For nearly four decades Paula Sandoval and her family have offered up exceptional, fresh-made tamales in north Denver, food that reflects what Sandoval calls New Mexican style. She describes her restaurant as "a clean, well-lighted place that speaks of comfort, home and friendship, a place to enjoy a good plate of food and don't forget to take tamales home!" Truth be told, this is the place in Denver for authentic, affordable, house-made tamales--green, red or vegetarian. So highly regarded are the Sandovals, they also have a factory that sells tamales wholesale to other restaurants. Of course, there are tacos, tostados, enchiladas, huevos rancheros, chili rellenos, burritos and smothered sopapillas on the menu, too.
Huckleberry Roasters is a place for coffee purists--but not elitists. Huckleberry was started with the idea that good coffee is a vehicle for meaningful conversations and shared experiences, and that's the vibe that persists. The owners source coffee from the world's best producers and then honor it through careful roasting that yields complex and naturally sweet, not bitter, coffee. The owners like to expand their own coffee horizons and those of their customers. To that end, they create new coffee beverages every few months that are seasonally inspired. An example of a recent winter selection is a juniper- infused-milk cappuccino with house-made chocolate sauce--coffee and dessert in one delectable drink.
This artsy coffee shop does all the things that hip patrons love: They exhibit local art, offer free WiFi, let folks linger over their laptops and journals, and showcase area bands and performers. Plus, the owners are widely reputed to be incredibly friendly and neighborhood-focused, which always provokes a good measure of loyalty. As if that's not enough, the locally-roasted coffees are fantastic, and snacks and baked goods are available for nibbling. To top it all off, Hooked on Colfax promotes green living and puts its money where its mouth is by offering cups and straws are made of biodegradable corn!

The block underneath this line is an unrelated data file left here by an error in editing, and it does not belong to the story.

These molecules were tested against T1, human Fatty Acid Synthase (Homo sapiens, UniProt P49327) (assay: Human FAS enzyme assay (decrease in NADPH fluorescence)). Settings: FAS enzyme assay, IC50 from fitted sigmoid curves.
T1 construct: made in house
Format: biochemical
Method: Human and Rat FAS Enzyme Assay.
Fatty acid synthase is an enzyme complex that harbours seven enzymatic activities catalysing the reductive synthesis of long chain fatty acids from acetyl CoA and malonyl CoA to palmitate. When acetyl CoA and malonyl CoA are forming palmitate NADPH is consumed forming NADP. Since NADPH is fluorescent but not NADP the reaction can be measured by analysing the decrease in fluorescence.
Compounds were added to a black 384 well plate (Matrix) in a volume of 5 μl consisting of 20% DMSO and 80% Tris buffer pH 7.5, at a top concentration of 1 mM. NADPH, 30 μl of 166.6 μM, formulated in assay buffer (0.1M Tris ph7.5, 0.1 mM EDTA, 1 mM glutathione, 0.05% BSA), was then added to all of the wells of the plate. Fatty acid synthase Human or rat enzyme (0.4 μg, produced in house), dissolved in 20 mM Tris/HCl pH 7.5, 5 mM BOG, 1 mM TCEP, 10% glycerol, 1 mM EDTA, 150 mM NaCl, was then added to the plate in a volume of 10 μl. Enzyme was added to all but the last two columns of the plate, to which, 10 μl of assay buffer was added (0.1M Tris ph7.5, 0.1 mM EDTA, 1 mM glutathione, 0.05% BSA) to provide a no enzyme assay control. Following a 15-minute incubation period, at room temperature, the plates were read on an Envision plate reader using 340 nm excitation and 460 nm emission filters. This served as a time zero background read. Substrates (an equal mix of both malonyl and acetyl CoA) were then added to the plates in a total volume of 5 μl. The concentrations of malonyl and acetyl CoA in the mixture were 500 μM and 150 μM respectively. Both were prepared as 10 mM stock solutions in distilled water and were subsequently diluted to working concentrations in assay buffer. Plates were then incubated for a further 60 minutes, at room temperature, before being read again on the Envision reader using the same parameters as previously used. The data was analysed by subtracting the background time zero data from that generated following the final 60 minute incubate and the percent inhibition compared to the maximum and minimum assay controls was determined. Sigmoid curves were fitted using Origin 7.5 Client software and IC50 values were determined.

Blue Sushi Sake Grill isn't just about fresh sushi but also an electric atmosphere. Inside, find a spot reminiscent of a classy club atmosphere but with sake specialties instead of spirits. The sushi includes all types of traditional roles but also catches a lot of customers with speciality nigri rolls like the Cherry Bomb which is served with tuna, Serrano, rice tempura and a spicy sauce. There are also rolls made with gluten free ingredients including nigri, sashimi, maki soups and salads. You will also want to check out the sake menu which includes both warm and hot options. Check out happy hour from for $5 maki and discounted apps and martinis.
Rooster & Moon management defines the place as "more of a public house than a coffee shop," where the conversation is always buzzing. A full-on restaurant with coffee, food, dessert and a bar, Rooster & Moon has something for everyone. This is definitely not a place where you'll be confronted by one of those condescending baristas who feel superior to customers; Rooster & Moon baristas were voted the friendliest in Denver in 2013. Rooster & Moon is also a place where patrons can sit, sip and work; there are electrical outlets all over the place to keep everyone powered up. Pastries here, baked in-house, are both sweet and savory, with offerings such as traditional blueberry scones but also goat-cheese-rosemary scones. Rooster & Moon is known for its salads, so consider going green before satisfying the sweet craving.